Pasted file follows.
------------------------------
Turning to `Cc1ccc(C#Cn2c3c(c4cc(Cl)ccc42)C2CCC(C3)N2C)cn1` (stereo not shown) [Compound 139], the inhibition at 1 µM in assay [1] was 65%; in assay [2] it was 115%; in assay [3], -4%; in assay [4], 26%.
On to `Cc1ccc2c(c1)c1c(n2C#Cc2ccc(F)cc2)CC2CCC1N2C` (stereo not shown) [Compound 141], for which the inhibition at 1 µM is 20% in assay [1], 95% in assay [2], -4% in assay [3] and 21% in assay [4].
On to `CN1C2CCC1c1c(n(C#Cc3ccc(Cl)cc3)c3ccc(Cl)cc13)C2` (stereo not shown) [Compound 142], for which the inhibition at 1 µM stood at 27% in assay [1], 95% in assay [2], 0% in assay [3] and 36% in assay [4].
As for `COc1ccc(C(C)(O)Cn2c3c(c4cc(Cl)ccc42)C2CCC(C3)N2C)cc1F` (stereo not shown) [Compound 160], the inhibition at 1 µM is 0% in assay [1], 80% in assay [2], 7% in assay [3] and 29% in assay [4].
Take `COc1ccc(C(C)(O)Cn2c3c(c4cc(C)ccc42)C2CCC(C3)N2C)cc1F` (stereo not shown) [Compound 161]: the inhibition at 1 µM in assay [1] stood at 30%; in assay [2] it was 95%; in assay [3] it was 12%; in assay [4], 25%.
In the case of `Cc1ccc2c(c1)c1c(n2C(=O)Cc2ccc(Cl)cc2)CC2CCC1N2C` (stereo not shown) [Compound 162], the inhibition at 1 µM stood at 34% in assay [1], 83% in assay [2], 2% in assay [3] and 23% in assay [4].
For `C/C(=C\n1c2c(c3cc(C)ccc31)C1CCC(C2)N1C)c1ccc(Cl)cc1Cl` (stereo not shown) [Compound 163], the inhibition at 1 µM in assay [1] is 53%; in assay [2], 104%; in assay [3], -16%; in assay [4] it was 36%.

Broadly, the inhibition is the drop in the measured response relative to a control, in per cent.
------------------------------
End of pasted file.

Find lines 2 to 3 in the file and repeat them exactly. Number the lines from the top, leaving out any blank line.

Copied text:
On to `Cc1ccc2c(c1)c1c(n2C#Cc2ccc(F)cc2)CC2CCC1N2C` (stereo not shown) [Compound 141], for which the inhibition at 1 µM is 20% in assay [1], 95% in assay [2], -4% in assay [3] and 21% in assay [4].
On to `CN1C2CCC1c1c(n(C#Cc3ccc(Cl)cc3)c3ccc(Cl)cc13)C2` (stereo not shown) [Compound 142], for which the inhibition at 1 µM stood at 27% in assay [1], 95% in assay [2], 0% in assay [3] and 36% in assay [4].